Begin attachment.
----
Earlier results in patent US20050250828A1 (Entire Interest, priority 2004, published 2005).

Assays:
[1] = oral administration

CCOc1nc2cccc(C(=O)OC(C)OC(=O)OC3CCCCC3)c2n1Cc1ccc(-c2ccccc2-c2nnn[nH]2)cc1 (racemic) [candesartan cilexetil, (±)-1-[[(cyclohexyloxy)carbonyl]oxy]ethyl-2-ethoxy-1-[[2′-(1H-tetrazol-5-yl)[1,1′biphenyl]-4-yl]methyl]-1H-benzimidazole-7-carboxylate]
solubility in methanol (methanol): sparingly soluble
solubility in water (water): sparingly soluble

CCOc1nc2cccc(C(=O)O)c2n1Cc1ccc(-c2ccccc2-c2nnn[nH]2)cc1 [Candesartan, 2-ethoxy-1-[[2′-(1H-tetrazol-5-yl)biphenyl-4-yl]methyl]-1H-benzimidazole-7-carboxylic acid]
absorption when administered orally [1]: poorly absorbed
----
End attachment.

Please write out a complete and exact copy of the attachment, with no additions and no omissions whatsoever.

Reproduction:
Earlier results in patent US20050250828A1 (Entire Interest, priority 2004, published 2005).

Assays:
[1] = oral administration

CCOc1nc2cccc(C(=O)OC(C)OC(=O)OC3CCCCC3)c2n1Cc1ccc(-c2ccccc2-c2nnn[nH]2)cc1 (racemic) [candesartan cilexetil, (±)-1-[[(cyclohexyloxy)carbonyl]oxy]ethyl-2-ethoxy-1-[[2′-(1H-tetrazol-5-yl)[1,1′biphenyl]-4-yl]methyl]-1H-benzimidazole-7-carboxylate]
solubility in methanol (methanol): sparingly soluble
solubility in water (water): sparingly soluble

CCOc1nc2cccc(C(=O)O)c2n1Cc1ccc(-c2ccccc2-c2nnn[nH]2)cc1 [Candesartan, 2-ethoxy-1-[[2′-(1H-tetrazol-5-yl)biphenyl-4-yl]methyl]-1H-benzimidazole-7-carboxylic acid]
absorption when administered orally [1]: poorly absorbed